So, in this movie, let's consider each of the characters and their friendship with the protagonist, Dorothy of Kansas; starting with the Scarecrow. Everyone knows Dorothy is not in Kansas anymore. She is alone, save for her little dog, Toto. Not long after the munchkins and the Good Witch of the North, Glinda, direct Dorthy to follow the yellow brick road, she meets her first friend, the Scarecrow. From the beginning they hit it off and he pledges to help Dorothy find a way back to Kansas, regardless of the unknown...including the point he makes that he is not afraid of witches. We later find that he is, indeed, very intimidated, and not just by the witch. Then, there is the Tinman, being found to have rusted and left frozen in place a very long time ago. It is he, who, by his compassionate and gentile manner, promises he will see that Dorothy gets to the Emerald City to meet the Wizard, regardless if the journey serves him well or not. He is galant, protective and committed to Dorothy. And, lastly, as the three of them wander into the dark haven of the forest, they meet up with the Cowardly Lion, who is so overcome with fear that his one defense is to be a brute. Interesting to note here is the moment, in the movie, where Dorothy steps in and defends her little dog, Toto; reducing the Lion to shame and tears. (The Scarecrow and the Tinman, in the meantime, are down on the ground shaking in fear; it is Dorothy who steps up to intervene! And, remember that she refers to herself as "small and meek"?) . I think Dorothy's instinct to be courageous is interesting to note; as vulnerable as she seems, when it comes to protecting what she loves most, she has no fear in that moment! Anyway, getting back to the story... once the Lion's identity is exposed, he is found to be quite vulnerable. His fear settles, however, as the three forgive his audacious manners and invite him to come along on their journey. The Lion shows that, while being the most anxiety ridden and fearful, he is a tender and courageous friend...and yet, he doesn't recognize it. His fearlessness is one of the most joyful and encouraging parts of the movie for me. His bravery is the most compelling because of the state he was in when his friends found him; alone, afraid, lost and hopeless. The friendship between them becomes close and trusting as they battle the perils set up to defeat them, by the Wicked Witch of the West, no less. Her character certainly stems from a wickedly jealous heart, full of envy, pride, selfishness and greed. Would you agree? Her desire is to dominate, which is why she is so compelled to get rid of Dorothy and get those Ruby Slippers (which promise to make her omnipotent). She is the epitome of evil in this story. I want to pause just a moment, because this post would be remiss if we didn't offer a few words highlighting Glinda; the good witch of the North. She is the complete opposite as you know, not only beautiful physically and upright in character, but she is guardian over the little town of Munchkinland as well. She is true and trusted; and seems to know more of what Dorothy seeks, than Dorothy herself. But, she isn't just going to "fix" things for Dorothy; she wants Dorothy to learn for herself that she had/has the power to go back to Kansas anytime she wanted/wants. She intercedes throughout the story, thwarting the ill intentions of the Wicked Witch, all on Dorothy's behalf. The movie progresses as the four friends defeat the forces of evil, through to the end when the wicked witch is finished off by a bucket of water! We know the Wizard of OZ wasn't able to get Dorothy home as he promised. And, we now that in the end it is Dorothy's own virtue of a grateful and believing heart that transcends her back to her home in Kansas. She awakens from what was, in the end, just a dream. And, she realizes then what is a great lesson for any of us. And that is: THERE IS NO PLACE LIKE HOME!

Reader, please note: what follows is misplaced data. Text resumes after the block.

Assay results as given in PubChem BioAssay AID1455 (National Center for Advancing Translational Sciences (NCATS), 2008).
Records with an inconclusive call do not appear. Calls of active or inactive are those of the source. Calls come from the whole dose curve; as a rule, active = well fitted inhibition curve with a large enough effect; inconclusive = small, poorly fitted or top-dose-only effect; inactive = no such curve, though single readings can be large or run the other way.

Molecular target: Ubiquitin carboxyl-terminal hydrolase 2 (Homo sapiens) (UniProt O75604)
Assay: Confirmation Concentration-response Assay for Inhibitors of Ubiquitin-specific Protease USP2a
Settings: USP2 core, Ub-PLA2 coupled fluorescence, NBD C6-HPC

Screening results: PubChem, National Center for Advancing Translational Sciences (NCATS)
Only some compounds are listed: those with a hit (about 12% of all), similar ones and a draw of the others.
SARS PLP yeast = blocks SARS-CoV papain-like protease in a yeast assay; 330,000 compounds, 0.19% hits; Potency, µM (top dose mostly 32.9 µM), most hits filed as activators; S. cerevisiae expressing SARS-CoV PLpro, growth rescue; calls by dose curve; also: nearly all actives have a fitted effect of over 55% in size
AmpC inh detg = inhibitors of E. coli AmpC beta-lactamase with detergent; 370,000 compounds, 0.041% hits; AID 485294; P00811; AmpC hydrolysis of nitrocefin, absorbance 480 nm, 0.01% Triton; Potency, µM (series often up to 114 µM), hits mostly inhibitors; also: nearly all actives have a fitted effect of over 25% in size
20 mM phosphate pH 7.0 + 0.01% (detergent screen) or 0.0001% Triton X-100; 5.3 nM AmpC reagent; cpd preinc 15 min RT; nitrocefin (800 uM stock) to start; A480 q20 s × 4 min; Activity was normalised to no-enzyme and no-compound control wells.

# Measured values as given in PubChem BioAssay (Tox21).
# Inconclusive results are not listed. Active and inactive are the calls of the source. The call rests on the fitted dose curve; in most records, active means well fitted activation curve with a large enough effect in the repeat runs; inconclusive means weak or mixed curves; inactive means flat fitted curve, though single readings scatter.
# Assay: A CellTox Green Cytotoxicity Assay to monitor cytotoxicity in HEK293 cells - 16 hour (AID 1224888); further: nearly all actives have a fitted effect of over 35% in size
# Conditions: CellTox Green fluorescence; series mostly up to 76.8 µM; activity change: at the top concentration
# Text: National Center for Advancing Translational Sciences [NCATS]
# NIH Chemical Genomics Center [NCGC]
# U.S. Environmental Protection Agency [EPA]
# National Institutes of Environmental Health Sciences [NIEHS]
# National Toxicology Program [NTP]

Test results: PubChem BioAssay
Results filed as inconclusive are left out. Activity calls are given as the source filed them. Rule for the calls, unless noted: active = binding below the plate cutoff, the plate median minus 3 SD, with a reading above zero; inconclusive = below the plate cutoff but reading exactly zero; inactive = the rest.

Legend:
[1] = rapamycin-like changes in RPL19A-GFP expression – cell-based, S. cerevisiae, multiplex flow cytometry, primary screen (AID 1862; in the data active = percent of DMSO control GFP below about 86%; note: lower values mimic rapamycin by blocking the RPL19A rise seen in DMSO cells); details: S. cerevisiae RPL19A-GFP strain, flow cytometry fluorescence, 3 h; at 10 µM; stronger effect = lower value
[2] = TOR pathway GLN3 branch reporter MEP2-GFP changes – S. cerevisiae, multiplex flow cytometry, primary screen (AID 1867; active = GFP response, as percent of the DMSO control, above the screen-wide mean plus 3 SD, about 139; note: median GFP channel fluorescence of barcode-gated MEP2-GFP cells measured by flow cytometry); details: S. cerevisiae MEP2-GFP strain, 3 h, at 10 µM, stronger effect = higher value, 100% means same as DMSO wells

Even better: It's all about people and relationships! That's really what we're meant for, wouldn't you agree?